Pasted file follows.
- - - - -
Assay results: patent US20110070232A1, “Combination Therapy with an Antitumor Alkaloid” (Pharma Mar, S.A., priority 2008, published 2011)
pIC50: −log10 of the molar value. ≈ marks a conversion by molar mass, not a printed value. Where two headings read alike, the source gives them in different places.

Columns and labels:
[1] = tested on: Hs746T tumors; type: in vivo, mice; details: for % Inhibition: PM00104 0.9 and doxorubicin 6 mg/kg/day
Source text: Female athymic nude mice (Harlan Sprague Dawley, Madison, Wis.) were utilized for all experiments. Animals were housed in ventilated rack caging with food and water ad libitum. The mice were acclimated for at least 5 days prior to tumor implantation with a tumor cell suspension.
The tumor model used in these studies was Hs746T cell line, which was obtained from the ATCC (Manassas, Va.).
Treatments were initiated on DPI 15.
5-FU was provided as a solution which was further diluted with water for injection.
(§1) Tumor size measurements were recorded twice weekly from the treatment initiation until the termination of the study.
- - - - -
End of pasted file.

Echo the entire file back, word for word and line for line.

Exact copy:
Assay results: patent US20110070232A1, “Combination Therapy with an Antitumor Alkaloid” (Pharma Mar, S.A., priority 2008, published 2011)
pIC50: −log10 of the molar value. ≈ marks a conversion by molar mass, not a printed value. Where two headings read alike, the source gives them in different places.

Columns and labels:
[1] = tested on: Hs746T tumors; type: in vivo, mice; details: for % Inhibition: PM00104 0.9 and doxorubicin 6 mg/kg/day
Source text: Female athymic nude mice (Harlan Sprague Dawley, Madison, Wis.) were utilized for all experiments. Animals were housed in ventilated rack caging with food and water ad libitum. The mice were acclimated for at least 5 days prior to tumor implantation with a tumor cell suspension.
The tumor model used in these studies was Hs746T cell line, which was obtained from the ATCC (Manassas, Va.).
Treatments were initiated on DPI 15.
5-FU was provided as a solution which was further diluted with water for injection.
(§1) Tumor size measurements were recorded twice weekly from the treatment initiation until the termination of the study.